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Forty-seventh Problem

The forty-seventh problem of Euclid's first book, which has been adopted as a symbol in the Master's Degree, is thus enunciated: "In any right-angled triangle, the square which is described upon the side subtending the right angle is equal to the squares described upon the sides which contain the right angle." Thus, in a triangle whose perpendicular is three feet, the square of which is nine, and whose base is four feet, the square of which is sixteen, the hypothenuse, or subtending side, will be five feet, the square of which will be twenty-five, which is the sum of nine and sixteen. This interesting problem, on account of its great utility in making calculations and drawing plans for buildings, is sometimes called the Carpenter's Theorem.

For the demonstration of this problem the world is indebted to Pythagoras, who, it is said, was so elated after making the discovery, that he made an offering of a hecatomb, or a sacrifice of a hundred oxen, to the gods. The devotion to learning which this religious act indicated in the mind of the ancient philosopher has induced Freemasons to adopt the problem as a memento, instructing them to be lovers of the arts and sciences.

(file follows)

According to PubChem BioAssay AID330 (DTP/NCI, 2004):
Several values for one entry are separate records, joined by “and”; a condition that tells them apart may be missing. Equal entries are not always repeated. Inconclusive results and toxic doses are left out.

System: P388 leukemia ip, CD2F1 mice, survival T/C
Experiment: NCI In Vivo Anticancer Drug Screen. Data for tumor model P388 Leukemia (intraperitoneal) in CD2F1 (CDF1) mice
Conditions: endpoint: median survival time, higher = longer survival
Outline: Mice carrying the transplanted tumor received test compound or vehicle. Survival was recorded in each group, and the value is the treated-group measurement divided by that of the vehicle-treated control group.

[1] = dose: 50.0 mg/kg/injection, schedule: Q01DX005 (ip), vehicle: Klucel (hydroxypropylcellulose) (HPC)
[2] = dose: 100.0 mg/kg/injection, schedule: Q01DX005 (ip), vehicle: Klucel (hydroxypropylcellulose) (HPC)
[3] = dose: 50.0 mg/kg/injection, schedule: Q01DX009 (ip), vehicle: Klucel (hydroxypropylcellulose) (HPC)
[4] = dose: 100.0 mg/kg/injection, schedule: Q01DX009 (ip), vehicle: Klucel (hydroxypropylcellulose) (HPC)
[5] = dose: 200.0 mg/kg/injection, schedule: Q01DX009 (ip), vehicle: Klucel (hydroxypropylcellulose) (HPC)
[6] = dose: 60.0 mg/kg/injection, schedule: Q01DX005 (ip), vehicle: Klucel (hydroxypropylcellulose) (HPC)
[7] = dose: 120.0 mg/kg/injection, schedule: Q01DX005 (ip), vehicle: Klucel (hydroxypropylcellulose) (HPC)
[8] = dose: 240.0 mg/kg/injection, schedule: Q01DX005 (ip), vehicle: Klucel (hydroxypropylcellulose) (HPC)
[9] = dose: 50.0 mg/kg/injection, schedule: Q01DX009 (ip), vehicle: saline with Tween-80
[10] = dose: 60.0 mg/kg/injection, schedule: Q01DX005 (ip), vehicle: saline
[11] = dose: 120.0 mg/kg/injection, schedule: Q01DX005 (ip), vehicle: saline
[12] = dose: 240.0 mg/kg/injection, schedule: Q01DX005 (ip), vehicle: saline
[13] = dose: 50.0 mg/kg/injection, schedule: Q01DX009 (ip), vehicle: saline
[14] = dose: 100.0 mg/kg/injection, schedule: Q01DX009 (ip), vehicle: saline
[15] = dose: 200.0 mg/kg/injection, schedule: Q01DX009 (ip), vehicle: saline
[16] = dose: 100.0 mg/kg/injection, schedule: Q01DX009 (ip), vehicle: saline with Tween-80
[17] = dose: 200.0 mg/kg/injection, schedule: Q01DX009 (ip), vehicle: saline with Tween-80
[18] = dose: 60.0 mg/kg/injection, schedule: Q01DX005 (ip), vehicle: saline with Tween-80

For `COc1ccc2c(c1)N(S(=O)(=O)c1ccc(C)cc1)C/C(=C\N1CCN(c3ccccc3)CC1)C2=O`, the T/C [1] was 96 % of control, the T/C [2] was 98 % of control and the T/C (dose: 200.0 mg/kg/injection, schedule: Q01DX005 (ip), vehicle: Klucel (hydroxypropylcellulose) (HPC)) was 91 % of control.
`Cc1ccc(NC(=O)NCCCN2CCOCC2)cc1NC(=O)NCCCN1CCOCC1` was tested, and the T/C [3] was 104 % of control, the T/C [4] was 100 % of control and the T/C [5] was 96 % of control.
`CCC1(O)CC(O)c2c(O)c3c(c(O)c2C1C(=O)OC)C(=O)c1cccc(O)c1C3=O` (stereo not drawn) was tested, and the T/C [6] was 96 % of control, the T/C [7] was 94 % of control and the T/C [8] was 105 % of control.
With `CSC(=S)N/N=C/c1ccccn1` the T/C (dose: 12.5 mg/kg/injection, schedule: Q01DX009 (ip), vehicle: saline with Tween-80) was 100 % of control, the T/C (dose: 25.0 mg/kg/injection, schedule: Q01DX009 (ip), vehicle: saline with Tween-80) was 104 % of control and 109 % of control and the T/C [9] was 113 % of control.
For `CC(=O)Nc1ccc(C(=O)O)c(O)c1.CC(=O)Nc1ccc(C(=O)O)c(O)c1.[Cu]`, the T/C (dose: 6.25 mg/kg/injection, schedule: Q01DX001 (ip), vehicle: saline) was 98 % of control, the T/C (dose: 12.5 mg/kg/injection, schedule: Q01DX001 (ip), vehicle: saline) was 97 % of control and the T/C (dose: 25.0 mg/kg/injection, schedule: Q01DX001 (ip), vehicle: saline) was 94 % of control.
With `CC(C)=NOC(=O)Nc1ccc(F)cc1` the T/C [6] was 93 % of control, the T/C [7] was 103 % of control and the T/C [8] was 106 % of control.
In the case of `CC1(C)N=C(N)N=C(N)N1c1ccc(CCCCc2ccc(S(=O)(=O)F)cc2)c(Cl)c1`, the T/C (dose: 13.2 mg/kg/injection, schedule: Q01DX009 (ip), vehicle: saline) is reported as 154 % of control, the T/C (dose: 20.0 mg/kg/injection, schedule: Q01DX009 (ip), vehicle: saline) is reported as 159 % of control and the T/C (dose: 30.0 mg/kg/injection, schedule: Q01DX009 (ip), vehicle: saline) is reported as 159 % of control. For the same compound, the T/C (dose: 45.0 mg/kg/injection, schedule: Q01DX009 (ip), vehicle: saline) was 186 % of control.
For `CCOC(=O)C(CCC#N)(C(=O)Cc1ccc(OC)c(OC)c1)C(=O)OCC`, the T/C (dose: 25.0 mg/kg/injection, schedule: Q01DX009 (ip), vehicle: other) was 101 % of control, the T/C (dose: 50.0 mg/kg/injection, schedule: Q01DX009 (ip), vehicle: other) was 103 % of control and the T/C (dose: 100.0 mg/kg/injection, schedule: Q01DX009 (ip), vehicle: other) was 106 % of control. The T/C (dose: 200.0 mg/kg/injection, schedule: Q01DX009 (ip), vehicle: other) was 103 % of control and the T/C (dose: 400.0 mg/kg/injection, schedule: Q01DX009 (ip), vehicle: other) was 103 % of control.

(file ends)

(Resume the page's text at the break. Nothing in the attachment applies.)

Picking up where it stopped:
The triangle, whose base is four parts, whose perpendicular is three, and whose hypothenuse is five, and which would exactly serve for a demonstration of this problem, was, according to Plutarch, a symbol frequently employed by the Egyptian priests, and hence it is called by M. Jomard, in his Exposition du Systeme Mtrique des Amperes Egyptians, Exposition of the Ancient Egyptians System of Measurements, the Egyptian triangle. It was, with the Egyptians, the symbol of universal nature, the base representing Osiris, or the male principle; the perpendicular, Isis, or the female principle; and the hypothenuse, Horus, their son, or the produce of the two principles. They added that three was the first perfect odd number, that four was the square of two, the first even number, and that five was the result of three and two. But the Egyptians made a still more important use of this triangle. It was the standard of all their measures of extent, and was applied by them to the building of the pyramids. The researches of M. Jomard, on the Egyptian system of measures, published in the magnificent work of the French savants on Egypt, has placed us completely in possession of the uses made by the Egyptians of this forty-seventh problem of Euclid, and of the triangle which formed the diagram by which it was demonstrated.